No one prepares you to have everything you know transformed and how you’ve known it to be. No one ever told me flat out—never stop loving. I’ve known some tragic things to be possible, I’ve seen what hurt people can do. All that possibility with an ounce of our free will and might, who ever got us thinking less of ourselves? Where was it that we first learned to expect the worse and pray for the best? Where did I learn all these habits? If I am human, what is my role? Are we even human? (ha.) When do I expect better of me? Of me. First, me. When was it that I first listened to someone tell me I could be better? How did they say it? What was the belief they had in my potential? When did I start taking love for granted?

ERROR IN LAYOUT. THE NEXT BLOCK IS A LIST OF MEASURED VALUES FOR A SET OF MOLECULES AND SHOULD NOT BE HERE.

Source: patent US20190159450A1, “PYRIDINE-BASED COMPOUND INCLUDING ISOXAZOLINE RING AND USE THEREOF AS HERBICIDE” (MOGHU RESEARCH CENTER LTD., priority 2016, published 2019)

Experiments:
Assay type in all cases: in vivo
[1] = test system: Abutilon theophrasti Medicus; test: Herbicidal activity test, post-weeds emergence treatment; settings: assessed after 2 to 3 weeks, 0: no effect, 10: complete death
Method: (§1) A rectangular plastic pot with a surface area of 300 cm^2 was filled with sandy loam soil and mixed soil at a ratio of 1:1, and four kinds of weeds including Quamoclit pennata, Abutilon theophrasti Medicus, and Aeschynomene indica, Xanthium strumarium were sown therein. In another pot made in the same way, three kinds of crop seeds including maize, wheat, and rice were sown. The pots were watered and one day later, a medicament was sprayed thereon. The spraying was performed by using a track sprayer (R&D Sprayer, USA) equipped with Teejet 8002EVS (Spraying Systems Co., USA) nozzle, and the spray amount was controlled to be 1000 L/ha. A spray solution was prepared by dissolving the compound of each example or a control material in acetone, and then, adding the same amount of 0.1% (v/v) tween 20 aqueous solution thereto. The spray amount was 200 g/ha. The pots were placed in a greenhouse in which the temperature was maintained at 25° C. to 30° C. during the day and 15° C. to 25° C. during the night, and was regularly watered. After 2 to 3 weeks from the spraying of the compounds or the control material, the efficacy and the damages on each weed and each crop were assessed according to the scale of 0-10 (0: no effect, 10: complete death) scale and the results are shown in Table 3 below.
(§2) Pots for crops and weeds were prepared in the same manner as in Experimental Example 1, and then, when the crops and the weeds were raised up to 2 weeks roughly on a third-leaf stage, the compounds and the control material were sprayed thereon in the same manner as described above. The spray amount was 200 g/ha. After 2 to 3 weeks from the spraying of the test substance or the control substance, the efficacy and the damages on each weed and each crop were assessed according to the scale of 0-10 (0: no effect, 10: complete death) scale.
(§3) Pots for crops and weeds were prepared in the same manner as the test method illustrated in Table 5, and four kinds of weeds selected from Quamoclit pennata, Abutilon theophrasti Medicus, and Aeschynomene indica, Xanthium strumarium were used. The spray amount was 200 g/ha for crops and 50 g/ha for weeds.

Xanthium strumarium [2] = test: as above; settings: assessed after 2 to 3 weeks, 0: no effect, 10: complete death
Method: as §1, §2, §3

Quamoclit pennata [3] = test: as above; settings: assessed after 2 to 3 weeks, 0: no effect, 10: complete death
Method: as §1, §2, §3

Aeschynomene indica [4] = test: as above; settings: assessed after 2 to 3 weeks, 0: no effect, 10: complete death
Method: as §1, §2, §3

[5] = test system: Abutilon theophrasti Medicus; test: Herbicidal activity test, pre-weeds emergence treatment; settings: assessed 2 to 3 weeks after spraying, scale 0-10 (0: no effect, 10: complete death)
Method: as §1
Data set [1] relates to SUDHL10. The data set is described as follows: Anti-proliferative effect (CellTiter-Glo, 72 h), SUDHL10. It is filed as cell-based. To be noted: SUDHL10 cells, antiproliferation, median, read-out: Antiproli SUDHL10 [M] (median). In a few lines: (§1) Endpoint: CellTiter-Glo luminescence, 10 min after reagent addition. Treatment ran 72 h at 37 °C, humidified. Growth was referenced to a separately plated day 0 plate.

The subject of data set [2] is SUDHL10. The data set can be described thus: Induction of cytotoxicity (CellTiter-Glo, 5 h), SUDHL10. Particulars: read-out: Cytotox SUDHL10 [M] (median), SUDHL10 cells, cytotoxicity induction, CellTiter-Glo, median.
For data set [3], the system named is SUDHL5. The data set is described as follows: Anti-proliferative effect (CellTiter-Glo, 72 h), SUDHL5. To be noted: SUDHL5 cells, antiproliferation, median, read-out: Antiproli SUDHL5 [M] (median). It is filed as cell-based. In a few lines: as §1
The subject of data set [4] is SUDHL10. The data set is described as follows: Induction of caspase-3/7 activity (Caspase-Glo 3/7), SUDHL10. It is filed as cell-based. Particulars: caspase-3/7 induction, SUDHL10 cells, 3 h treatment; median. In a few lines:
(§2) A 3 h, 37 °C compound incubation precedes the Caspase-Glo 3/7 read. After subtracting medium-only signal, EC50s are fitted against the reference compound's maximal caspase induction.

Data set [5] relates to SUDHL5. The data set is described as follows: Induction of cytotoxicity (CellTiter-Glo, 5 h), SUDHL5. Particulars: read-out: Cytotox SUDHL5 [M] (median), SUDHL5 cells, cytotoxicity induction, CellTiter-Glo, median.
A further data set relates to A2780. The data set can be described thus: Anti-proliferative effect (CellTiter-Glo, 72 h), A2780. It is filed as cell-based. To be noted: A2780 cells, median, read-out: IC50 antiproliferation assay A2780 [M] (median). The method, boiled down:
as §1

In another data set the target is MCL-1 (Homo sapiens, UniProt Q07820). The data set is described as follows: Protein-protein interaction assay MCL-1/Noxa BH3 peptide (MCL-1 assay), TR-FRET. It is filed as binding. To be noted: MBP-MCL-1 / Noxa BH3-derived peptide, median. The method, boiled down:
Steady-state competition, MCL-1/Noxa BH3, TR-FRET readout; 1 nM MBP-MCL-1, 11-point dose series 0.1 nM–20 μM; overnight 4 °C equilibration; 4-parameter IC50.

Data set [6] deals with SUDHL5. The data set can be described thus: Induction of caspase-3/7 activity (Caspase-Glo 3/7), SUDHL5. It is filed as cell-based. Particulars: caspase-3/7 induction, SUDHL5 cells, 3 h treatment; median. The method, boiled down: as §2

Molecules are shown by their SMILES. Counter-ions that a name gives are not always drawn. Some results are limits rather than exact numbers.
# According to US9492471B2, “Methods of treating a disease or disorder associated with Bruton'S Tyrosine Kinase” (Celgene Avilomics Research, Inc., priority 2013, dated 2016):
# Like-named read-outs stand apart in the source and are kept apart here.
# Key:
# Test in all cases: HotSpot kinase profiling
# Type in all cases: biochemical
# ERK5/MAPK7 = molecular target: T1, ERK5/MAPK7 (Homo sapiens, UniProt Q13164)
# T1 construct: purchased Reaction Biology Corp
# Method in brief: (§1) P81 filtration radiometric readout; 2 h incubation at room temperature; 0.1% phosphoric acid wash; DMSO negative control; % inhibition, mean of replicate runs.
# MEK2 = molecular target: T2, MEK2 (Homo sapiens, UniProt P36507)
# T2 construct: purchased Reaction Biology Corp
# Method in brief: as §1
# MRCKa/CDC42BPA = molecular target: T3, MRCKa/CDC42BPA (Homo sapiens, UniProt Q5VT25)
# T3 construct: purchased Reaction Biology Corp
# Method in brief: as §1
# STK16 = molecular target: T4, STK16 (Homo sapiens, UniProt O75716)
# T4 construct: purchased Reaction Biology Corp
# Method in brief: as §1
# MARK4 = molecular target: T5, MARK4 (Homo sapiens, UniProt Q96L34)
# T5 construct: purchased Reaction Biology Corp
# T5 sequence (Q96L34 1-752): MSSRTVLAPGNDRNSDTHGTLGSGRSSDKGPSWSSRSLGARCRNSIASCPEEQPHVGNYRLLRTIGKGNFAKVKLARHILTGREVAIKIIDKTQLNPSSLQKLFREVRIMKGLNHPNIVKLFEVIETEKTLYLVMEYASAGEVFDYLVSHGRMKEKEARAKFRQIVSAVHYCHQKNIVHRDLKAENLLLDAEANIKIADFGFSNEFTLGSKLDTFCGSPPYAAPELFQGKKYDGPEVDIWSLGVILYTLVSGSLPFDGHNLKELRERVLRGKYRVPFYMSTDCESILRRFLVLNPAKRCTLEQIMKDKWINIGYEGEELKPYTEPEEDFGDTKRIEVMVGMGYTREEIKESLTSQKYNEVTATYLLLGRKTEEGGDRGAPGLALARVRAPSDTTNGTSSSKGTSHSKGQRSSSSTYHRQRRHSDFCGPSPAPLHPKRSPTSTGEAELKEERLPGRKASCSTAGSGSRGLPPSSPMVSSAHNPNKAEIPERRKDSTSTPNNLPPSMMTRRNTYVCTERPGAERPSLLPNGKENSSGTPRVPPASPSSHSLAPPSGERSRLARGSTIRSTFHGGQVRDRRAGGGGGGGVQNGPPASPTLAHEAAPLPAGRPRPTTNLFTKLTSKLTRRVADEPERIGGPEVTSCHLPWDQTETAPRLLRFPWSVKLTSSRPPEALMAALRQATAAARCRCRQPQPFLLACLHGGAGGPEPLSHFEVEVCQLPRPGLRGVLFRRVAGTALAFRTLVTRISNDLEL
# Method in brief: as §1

If it is true, that we choose our parents long before we get here, if it is true that once we have arrived there is a crowd in the cosmos waiting for us to be realized— why here? Why now? What is it that brought all these miracles into play, because they are miracles, ya know.
If two people loving each other, creates another life, what is conspiring in the universe to bring that life through them? What is our responsibility to be wise in the choices of our lovers? Is this not the beginning of a future? Is it not now in all this loving madness that we have the power to transform each other through the futures we aspire to create, together.
I came to Paris, not to find, not in search of or for but rather with an awe. Discovering one’s capacity to love is an intimate journey with self, not for the sake of another, but for the survival and perseverance of self. It is a journey we all deserve and are responsible for.